As libraries change, Spacesaver’s storage solutions free up space for new uses.
O ver the past five years, the Salve Regina University’s McKillop Library has started to repurpose space devoted to book storage. The rise of digital technology and the need for collaborative spaces has created demand for more open and creative working areas, and while the library wanted to maintain its traditional stacks, staff also needed to create space for a computer lab, workspaces, and collaborative areas.
Makerspaces are increasingly popular in university libraries and public libraries, because they provide space for students and community members to learn, collaborate, and create.
As schools and universities increase their emphasis on technology and collaborative work, demand has increased for more open and creative working areas at public and university libraries.
The McKillop Library at Salve Regina started planning their space repurposing by determining what it eventually would be used for. Throughout the library, areas were designated for quiet study and collaborative space, as well as rooms for academic services and tutoring.
There is even a Makerspace area, which is a rising trend among libraries around the nation. Makerspaces allow students and patrons to create works of art, build something, or learn a new trade all within the walls of the library. The Makerspace at McKillop Library includes a button maker, a cri-cutter and a laminator.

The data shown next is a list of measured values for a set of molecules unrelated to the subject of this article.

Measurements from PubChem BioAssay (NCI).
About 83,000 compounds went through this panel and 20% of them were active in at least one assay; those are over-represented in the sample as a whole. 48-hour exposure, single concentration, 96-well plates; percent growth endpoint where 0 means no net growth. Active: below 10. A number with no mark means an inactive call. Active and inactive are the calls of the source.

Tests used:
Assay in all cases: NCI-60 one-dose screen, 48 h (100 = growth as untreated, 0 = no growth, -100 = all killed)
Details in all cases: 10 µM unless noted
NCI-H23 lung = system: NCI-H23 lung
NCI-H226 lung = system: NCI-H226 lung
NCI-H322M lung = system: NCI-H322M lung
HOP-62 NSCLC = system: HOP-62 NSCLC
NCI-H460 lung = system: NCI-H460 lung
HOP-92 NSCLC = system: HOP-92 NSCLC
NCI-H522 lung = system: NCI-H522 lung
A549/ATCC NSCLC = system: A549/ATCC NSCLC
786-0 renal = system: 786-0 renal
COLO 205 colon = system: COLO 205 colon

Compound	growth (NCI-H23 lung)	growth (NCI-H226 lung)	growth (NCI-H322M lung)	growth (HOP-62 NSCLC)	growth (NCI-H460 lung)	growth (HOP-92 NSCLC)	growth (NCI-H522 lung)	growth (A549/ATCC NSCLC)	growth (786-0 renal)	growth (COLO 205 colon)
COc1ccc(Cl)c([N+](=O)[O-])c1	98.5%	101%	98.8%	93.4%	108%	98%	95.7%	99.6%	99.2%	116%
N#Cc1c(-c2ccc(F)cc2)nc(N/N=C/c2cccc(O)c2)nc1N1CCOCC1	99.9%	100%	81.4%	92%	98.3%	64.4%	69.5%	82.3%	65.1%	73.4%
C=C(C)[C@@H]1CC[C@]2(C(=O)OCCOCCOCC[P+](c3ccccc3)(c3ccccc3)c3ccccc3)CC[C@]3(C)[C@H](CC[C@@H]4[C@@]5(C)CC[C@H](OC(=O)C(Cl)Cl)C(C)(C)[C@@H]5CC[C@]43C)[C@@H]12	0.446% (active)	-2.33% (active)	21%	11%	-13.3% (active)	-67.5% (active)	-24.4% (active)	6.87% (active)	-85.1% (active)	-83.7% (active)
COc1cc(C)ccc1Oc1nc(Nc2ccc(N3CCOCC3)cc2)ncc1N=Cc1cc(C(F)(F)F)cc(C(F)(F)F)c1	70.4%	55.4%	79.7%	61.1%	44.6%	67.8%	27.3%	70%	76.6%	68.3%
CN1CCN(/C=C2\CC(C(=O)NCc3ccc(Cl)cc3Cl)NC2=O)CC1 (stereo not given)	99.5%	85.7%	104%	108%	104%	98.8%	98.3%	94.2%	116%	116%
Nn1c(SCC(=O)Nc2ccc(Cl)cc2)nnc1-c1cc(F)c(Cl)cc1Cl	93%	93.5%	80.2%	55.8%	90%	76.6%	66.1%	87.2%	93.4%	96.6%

The Director of Library Services, Olga Verbeek, said that a lot of students use the Makerspace, especially education majors. Other universities such as North Carolina State and the University of Michigan offer 3D printing services and multimedia production rooms.
“We know libraries are changing and have the need for more space, so we knew we needed something like mobile shelving.”
~ Olga Verbeek, Director of Library Services
The library’s new compact storage system has also created other areas for collaborative work. Large tables and whiteboards are now located throughout the library for students to use. Each space allows students to work on projects in a group setting.
The curriculum resource center has given more students a place to go for help with their work outside of the classroom.
All of these new and open spaces in McKillop were made possible by reducing and consolidating the library’s book collection. A 22-carriage high-density mobile storage system now compactly stores most of the collection.
Compact shelving compacted most of the library’s traditional stacks into half of the third floor, freeing up room for collaborative workspaces.
Spacesaver helped the library cut costs and reduce waste by using the library’s existing metal shelving and wooden endpanels.
Taking up only half of the third floor, the new high-density mobile storage system offers convenient access to the stacks. Patrons and staff can open aisles at the point of need using an LCD touchscreen system developed by Spacesaver, which is called Touch Technology Control™. The screen’s intuitive visual cues make it easy, particularly for younger students, to operate the units and access books and other media.
Since the system was installed and the new space was created, more students have been using the resources on a daily basis. The high-density mobile system will add value to the Salve Regina library for the future.